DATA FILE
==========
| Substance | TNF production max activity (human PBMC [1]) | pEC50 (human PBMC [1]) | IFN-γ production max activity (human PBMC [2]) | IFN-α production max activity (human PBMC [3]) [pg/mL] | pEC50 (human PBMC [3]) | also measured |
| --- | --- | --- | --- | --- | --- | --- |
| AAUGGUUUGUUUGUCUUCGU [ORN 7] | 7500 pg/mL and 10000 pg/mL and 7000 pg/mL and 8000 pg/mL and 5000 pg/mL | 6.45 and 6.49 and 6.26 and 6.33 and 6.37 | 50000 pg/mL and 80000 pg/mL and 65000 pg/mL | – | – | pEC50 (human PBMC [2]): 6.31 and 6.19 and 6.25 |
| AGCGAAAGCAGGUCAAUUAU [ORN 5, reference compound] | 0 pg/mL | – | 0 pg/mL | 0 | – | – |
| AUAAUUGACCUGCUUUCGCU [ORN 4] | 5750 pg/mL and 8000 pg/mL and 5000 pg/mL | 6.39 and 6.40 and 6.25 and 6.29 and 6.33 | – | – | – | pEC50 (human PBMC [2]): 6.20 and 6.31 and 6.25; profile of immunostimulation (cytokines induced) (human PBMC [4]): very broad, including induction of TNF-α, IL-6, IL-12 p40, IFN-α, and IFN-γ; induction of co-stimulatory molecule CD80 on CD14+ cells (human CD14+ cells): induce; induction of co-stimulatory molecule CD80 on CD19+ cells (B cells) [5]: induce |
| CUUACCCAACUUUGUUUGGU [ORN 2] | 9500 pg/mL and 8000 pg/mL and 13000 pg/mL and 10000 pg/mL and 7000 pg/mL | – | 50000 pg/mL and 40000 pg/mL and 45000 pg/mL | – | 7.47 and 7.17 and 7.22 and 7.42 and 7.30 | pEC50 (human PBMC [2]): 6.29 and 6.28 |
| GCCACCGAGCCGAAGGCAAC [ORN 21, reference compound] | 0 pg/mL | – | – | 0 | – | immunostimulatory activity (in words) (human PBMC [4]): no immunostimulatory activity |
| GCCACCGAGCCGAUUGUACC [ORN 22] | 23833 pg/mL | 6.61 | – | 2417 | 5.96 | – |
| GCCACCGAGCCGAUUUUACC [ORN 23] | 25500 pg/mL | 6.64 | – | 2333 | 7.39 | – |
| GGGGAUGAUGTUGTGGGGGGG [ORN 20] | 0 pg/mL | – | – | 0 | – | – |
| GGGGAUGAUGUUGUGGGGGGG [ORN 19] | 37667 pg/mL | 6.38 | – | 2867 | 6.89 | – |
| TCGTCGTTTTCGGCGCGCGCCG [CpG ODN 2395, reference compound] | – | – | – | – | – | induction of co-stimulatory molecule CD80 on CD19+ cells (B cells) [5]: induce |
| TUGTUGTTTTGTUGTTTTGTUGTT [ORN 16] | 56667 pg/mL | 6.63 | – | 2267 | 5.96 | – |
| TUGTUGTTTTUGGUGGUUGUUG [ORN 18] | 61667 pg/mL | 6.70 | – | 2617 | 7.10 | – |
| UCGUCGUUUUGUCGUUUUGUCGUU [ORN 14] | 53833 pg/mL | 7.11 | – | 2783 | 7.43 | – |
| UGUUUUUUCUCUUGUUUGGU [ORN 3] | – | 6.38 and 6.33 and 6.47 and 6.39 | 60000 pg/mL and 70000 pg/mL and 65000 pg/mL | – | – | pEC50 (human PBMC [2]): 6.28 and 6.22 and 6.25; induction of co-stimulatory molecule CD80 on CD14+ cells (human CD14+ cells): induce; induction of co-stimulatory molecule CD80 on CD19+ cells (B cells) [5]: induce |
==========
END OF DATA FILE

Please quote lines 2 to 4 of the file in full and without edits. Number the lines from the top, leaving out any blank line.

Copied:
| --- | --- | --- | --- | --- | --- | --- |
| AAUGGUUUGUUUGUCUUCGU [ORN 7] | 7500 pg/mL and 10000 pg/mL and 7000 pg/mL and 8000 pg/mL and 5000 pg/mL | 6.45 and 6.49 and 6.26 and 6.33 and 6.37 | 50000 pg/mL and 80000 pg/mL and 65000 pg/mL | – | – | pEC50 (human PBMC [2]): 6.31 and 6.19 and 6.25 |
| AGCGAAAGCAGGUCAAUUAU [ORN 5, reference compound] | 0 pg/mL | – | 0 pg/mL | 0 | – | – |